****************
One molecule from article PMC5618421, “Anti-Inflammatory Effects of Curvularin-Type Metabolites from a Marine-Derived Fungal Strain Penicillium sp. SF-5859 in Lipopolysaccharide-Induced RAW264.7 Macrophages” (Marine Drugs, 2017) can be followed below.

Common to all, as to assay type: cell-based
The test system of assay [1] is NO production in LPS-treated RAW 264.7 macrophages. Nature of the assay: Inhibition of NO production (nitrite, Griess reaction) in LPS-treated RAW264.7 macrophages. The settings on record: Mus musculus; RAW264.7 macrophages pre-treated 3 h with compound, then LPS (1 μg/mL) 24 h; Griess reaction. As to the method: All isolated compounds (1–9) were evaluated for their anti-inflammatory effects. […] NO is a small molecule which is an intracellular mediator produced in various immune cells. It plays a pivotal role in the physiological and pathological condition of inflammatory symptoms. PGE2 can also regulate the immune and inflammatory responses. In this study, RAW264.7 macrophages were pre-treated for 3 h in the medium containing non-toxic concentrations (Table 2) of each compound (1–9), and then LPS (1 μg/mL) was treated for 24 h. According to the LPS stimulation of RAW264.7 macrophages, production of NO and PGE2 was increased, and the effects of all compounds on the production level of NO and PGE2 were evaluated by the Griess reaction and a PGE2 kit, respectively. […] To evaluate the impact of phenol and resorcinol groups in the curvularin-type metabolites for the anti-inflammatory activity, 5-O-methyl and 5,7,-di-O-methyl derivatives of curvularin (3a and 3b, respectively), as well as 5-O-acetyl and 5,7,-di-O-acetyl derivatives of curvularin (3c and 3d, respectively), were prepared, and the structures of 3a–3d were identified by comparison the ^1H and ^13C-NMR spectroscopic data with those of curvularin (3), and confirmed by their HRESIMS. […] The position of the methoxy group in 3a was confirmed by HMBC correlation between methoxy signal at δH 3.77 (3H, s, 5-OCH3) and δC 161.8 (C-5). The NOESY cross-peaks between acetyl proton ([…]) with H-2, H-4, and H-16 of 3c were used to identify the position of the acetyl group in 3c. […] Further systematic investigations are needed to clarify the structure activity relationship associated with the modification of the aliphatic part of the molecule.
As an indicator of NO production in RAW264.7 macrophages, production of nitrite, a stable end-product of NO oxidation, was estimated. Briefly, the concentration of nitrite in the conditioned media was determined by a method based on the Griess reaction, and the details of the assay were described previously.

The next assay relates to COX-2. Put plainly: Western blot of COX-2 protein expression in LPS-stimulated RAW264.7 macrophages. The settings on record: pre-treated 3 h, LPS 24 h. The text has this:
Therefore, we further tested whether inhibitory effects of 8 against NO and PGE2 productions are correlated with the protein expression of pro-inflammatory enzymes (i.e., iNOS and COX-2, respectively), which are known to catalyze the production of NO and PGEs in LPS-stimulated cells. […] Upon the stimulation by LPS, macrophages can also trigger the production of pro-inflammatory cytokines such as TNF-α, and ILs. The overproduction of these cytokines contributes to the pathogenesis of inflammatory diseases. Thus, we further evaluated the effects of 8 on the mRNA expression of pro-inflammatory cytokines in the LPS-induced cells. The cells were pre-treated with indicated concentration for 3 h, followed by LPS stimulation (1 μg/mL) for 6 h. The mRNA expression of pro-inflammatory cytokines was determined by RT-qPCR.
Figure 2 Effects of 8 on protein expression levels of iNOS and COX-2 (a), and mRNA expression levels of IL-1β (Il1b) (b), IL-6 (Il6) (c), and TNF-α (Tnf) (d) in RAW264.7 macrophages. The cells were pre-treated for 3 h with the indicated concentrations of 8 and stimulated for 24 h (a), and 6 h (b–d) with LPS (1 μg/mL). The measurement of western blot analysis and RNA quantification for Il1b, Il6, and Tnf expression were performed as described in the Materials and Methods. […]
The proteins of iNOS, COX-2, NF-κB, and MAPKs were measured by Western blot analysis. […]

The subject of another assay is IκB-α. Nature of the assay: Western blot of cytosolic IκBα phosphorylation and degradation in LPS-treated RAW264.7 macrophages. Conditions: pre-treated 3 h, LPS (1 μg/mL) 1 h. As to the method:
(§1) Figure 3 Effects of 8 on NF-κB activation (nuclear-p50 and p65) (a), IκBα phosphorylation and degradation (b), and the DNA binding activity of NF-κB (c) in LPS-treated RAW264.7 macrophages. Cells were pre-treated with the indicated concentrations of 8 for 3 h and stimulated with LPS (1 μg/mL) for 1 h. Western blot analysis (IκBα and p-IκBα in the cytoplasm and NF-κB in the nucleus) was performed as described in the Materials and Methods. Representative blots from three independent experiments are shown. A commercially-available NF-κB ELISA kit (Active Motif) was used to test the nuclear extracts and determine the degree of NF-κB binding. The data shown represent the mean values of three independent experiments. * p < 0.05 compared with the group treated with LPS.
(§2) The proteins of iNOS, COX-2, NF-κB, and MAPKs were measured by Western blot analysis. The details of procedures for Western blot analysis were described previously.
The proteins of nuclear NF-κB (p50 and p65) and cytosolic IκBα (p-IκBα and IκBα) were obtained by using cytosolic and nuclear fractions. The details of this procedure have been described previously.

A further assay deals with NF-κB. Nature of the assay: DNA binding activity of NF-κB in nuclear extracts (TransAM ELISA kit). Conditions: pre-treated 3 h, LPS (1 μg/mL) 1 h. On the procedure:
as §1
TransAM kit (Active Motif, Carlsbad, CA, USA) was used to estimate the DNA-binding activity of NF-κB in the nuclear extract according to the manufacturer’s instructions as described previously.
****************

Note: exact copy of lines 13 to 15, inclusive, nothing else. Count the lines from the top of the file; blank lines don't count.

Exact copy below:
A further assay deals with NF-κB. Nature of the assay: DNA binding activity of NF-κB in nuclear extracts (TransAM ELISA kit). Conditions: pre-treated 3 h, LPS (1 μg/mL) 1 h. On the procedure:
as §1
TransAM kit (Active Motif, Carlsbad, CA, USA) was used to estimate the DNA-binding activity of NF-κB in the nuclear extract according to the manufacturer’s instructions as described previously.